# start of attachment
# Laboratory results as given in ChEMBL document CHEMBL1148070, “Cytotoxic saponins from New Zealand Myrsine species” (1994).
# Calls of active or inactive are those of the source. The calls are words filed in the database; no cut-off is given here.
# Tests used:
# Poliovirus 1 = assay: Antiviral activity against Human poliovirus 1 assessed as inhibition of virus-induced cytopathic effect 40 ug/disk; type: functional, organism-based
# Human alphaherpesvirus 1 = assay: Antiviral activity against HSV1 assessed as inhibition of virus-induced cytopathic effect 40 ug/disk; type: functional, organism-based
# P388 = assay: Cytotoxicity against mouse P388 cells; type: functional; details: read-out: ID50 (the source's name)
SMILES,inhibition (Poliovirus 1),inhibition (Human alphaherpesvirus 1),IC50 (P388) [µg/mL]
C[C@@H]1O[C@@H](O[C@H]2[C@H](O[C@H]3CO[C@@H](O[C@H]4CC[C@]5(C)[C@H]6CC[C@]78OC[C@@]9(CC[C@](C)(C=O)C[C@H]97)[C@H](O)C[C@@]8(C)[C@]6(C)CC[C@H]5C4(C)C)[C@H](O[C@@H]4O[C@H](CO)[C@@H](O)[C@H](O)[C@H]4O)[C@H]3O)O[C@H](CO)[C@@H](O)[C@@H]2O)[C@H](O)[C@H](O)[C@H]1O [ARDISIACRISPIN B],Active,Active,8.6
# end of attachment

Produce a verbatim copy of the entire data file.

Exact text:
# Laboratory results as given in ChEMBL document CHEMBL1148070, “Cytotoxic saponins from New Zealand Myrsine species” (1994).
# Calls of active or inactive are those of the source. The calls are words filed in the database; no cut-off is given here.
# Tests used:
# Poliovirus 1 = assay: Antiviral activity against Human poliovirus 1 assessed as inhibition of virus-induced cytopathic effect 40 ug/disk; type: functional, organism-based
# Human alphaherpesvirus 1 = assay: Antiviral activity against HSV1 assessed as inhibition of virus-induced cytopathic effect 40 ug/disk; type: functional, organism-based
# P388 = assay: Cytotoxicity against mouse P388 cells; type: functional; details: read-out: ID50 (the source's name)
SMILES,inhibition (Poliovirus 1),inhibition (Human alphaherpesvirus 1),IC50 (P388) [µg/mL]
C[C@@H]1O[C@@H](O[C@H]2[C@H](O[C@H]3CO[C@@H](O[C@H]4CC[C@]5(C)[C@H]6CC[C@]78OC[C@@]9(CC[C@](C)(C=O)C[C@H]97)[C@H](O)C[C@@]8(C)[C@]6(C)CC[C@H]5C4(C)C)[C@H](O[C@@H]4O[C@H](CO)[C@@H](O)[C@H](O)[C@H]4O)[C@H]3O)O[C@H](CO)[C@@H](O)[C@@H]2O)[C@H](O)[C@H](O)[C@H]1O [ARDISIACRISPIN B],Active,Active,8.6